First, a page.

The rally that crossed above the downward-sloping neckline of the bullish inverse head-and-shoulders pattern (see chart of previous post) and crossed the 1300 level has been all but negated. If you are holding, maintain the strict stop-loss at 1200.

Daily technical indicators are in bearish zones, but showing some signs of upward momentum. MACD is trying to emerge from its oversold zone, but remains below its signal line. RSI has formed a small cup-and-handle like pattern below its 50% level. Slow stochastic has climbed out of its oversold zone.

On longer term weekly chart (not shown), gold’s price closed below its three weekly EMAs in a long-term bear market. Technical indicators are in bearish zones. Bears are regaining control after a sharp rally.

Silver Chart Pattern

Silver_Mar0215

The daily bar chart pattern of silver bounced up after receiving good support from the 16 level, but faced resistance from its falling 50 day EMA. All three EMAs have resumed their down moves, and silver’s price is trading below them in a bear market.

The inverse head-and-shoulders pattern drawn on silver’s chart in the previous post has been negated. Pattern failure from time to time makes technical analysis a challenge. The sharp bear market rally that took silver’s price to 18.50 and into bull territory appears over.

Daily technical indicators are looking bearish. MACD is moving up towards its falling signal line in negative zone. RSI is below its 50% level. Slow stochastic has emerged from its oversold zone. More correction is likely.

On longer term weekly chart (not shown), silver’s price is trading below all three weekly EMAs in a long-term bear market. Technical indicators are looking bearish.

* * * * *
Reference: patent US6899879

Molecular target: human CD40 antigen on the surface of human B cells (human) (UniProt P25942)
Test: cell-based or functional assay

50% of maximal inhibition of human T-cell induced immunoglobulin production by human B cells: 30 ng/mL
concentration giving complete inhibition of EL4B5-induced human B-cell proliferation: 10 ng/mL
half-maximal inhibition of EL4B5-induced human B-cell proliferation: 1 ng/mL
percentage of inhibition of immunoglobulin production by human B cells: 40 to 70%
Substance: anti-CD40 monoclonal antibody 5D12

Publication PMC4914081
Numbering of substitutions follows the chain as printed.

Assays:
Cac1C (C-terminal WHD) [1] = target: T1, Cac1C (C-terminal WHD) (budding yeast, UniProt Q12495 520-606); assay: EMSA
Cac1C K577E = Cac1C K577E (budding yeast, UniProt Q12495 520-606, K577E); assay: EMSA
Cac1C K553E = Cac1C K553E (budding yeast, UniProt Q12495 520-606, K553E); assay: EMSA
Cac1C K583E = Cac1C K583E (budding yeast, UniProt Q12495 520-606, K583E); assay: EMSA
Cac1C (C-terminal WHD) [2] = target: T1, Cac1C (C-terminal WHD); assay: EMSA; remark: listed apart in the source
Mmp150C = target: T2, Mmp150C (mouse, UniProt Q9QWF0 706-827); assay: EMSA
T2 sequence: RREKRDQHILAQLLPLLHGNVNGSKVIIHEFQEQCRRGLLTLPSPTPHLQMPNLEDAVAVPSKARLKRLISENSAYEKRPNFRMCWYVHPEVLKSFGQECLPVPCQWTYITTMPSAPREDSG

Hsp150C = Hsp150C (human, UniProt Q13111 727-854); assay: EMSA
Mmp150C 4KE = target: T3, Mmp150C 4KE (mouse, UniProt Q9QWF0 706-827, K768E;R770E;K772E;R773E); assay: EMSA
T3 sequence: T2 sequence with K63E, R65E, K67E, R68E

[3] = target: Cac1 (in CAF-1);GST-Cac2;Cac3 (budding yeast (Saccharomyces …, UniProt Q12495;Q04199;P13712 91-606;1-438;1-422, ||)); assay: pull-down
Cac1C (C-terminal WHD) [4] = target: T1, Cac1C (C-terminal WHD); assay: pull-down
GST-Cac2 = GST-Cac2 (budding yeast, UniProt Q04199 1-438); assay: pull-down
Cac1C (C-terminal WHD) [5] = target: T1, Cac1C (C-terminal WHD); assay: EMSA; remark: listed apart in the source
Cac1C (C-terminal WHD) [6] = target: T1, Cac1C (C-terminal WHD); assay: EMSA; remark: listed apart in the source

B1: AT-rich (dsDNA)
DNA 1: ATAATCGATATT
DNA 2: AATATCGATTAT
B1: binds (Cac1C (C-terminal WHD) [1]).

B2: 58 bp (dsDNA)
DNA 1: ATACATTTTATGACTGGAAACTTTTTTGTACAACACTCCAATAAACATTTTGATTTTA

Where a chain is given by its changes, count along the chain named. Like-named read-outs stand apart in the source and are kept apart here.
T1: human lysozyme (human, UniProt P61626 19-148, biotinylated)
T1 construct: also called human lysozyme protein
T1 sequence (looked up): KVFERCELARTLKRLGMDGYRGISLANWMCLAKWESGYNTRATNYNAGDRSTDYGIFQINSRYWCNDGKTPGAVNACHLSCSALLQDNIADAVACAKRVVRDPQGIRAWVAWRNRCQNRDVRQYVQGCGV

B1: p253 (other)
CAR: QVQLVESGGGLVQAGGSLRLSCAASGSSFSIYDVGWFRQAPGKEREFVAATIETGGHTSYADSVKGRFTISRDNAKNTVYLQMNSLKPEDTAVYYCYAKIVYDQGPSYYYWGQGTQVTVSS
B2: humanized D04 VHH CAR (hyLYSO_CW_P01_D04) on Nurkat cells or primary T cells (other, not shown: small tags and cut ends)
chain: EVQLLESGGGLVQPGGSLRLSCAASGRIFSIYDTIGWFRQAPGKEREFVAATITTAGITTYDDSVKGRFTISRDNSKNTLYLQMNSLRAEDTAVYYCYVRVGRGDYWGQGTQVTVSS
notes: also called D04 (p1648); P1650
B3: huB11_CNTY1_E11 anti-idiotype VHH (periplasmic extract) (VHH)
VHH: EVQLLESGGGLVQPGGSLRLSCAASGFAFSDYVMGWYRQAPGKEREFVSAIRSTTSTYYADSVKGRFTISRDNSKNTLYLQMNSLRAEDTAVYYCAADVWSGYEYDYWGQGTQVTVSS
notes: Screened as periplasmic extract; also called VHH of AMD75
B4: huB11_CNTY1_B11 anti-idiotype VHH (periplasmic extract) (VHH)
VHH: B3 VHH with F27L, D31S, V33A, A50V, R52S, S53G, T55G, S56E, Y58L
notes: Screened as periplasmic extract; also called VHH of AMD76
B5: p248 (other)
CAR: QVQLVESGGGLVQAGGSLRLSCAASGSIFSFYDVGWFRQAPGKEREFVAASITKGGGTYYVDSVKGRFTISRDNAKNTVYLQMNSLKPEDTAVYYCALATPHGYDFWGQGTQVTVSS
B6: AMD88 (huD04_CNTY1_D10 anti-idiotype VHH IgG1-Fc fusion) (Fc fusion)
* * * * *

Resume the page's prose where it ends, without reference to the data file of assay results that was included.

Monday, March 2, 2015

Stock Index Chart Patterns: S&P 500 and FTSE 100 – Feb 27, 2015

S&P 500 Index Chart

SPX_FEB2715

The daily bar chart pattern of S&P 500 touched a new lifetime high of 2120 on Wed. Feb. 25 ‘15, but formed a small ‘reversal day’ pattern and closed marginally lower for the week. All three EMAs are rising, and the index is trading above them in a long-term bull market.

However, as pointed out in last week’s analysis, there are a couple of bearish dark clouds on the horizon – 1) falling volumes (marked by blue arrow) during the bull rally in Feb.; 2) a large ‘falling wedge’ pattern within which the index has been trading for the past 6 months.

Daily technical indicators are in the process of correcting overbought conditions, but are in bullish zones. MACD has formed a small ‘rounding top’ pattern inside its overbought zone, and is falling towards its signal line. RSI has also formed a small ‘rounding top’ pattern below its overbought zone. Slow stochastic is falling inside its overbought zone. Some more correction is likely.

A convincing break out above the ‘falling wedge’ pattern is necessary to chase the bears away. Till then, caution is advised. A large bearish pattern at a market top needs to be respected.

On longer term weekly chart (not shown), the index closed well above its three weekly EMAs and touched a lifetime weekly high but formed a small ‘reversal week’ pattern. Weekly technical indicators are looking bullish but overbought. Also, all three indicators are showing negative divergences by failing to touch new highs with the index. It may be a good idea to book some part profits.

FTSE 100 Index Chart

FTSE_FEB2715

The daily bar chart pattern of FTSE 100 touched a lifetime high of 6967 on Fri. Feb 27 backed by strong volumes (not shown on chart), but continued to trade within a bearish ‘rising wedge’ pattern.

All three daily technical indicators are in bullish zones, but showing negative divergences by failing to touch new highs with the index. The widening gap between the 20 day and 200 day EMAs is a sign of overbought condition.